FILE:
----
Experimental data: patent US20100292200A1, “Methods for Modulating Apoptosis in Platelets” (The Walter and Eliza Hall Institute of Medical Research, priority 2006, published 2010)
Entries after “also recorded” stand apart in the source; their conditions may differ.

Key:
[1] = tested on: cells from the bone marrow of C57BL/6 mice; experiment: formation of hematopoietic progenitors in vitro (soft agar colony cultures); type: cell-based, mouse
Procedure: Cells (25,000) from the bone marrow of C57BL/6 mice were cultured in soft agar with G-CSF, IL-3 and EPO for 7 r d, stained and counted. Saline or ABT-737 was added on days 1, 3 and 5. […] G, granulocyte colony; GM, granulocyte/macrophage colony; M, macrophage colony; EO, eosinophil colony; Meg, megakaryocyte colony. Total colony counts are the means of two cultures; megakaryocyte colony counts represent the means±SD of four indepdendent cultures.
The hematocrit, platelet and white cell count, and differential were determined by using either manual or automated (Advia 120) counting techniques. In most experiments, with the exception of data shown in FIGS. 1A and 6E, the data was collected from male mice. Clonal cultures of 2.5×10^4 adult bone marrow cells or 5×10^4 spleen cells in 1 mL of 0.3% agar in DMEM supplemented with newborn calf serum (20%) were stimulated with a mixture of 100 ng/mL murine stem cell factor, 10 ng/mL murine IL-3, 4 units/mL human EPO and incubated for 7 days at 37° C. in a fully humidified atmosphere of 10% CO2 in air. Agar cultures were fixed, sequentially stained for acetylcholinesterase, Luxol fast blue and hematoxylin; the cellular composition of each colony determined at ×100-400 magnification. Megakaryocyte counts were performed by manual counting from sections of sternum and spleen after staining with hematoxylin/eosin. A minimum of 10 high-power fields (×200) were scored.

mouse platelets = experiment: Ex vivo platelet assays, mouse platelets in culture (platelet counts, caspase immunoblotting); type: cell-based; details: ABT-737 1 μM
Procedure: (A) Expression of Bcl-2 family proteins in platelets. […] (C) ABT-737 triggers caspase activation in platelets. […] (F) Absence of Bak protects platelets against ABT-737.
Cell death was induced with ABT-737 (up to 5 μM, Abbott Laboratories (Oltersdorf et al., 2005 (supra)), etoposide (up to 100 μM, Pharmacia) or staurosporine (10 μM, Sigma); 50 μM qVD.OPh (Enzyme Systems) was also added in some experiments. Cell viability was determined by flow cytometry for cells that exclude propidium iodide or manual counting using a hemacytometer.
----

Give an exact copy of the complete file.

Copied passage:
Experimental data: patent US20100292200A1, “Methods for Modulating Apoptosis in Platelets” (The Walter and Eliza Hall Institute of Medical Research, priority 2006, published 2010)
Entries after “also recorded” stand apart in the source; their conditions may differ.

Key:
[1] = tested on: cells from the bone marrow of C57BL/6 mice; experiment: formation of hematopoietic progenitors in vitro (soft agar colony cultures); type: cell-based, mouse
Procedure: Cells (25,000) from the bone marrow of C57BL/6 mice were cultured in soft agar with G-CSF, IL-3 and EPO for 7 r d, stained and counted. Saline or ABT-737 was added on days 1, 3 and 5. […] G, granulocyte colony; GM, granulocyte/macrophage colony; M, macrophage colony; EO, eosinophil colony; Meg, megakaryocyte colony. Total colony counts are the means of two cultures; megakaryocyte colony counts represent the means±SD of four indepdendent cultures.
The hematocrit, platelet and white cell count, and differential were determined by using either manual or automated (Advia 120) counting techniques. In most experiments, with the exception of data shown in FIGS. 1A and 6E, the data was collected from male mice. Clonal cultures of 2.5×10^4 adult bone marrow cells or 5×10^4 spleen cells in 1 mL of 0.3% agar in DMEM supplemented with newborn calf serum (20%) were stimulated with a mixture of 100 ng/mL murine stem cell factor, 10 ng/mL murine IL-3, 4 units/mL human EPO and incubated for 7 days at 37° C. in a fully humidified atmosphere of 10% CO2 in air. Agar cultures were fixed, sequentially stained for acetylcholinesterase, Luxol fast blue and hematoxylin; the cellular composition of each colony determined at ×100-400 magnification. Megakaryocyte counts were performed by manual counting from sections of sternum and spleen after staining with hematoxylin/eosin. A minimum of 10 high-power fields (×200) were scored.

mouse platelets = experiment: Ex vivo platelet assays, mouse platelets in culture (platelet counts, caspase immunoblotting); type: cell-based; details: ABT-737 1 μM
Procedure: (A) Expression of Bcl-2 family proteins in platelets. […] (C) ABT-737 triggers caspase activation in platelets. […] (F) Absence of Bak protects platelets against ABT-737.
Cell death was induced with ABT-737 (up to 5 μM, Abbott Laboratories (Oltersdorf et al., 2005 (supra)), etoposide (up to 100 μM, Pharmacia) or staurosporine (10 μM, Sigma); 50 μM qVD.OPh (Enzyme Systems) was also added in some experiments. Cell viability was determined by flow cytometry for cells that exclude propidium iodide or manual counting using a hemacytometer.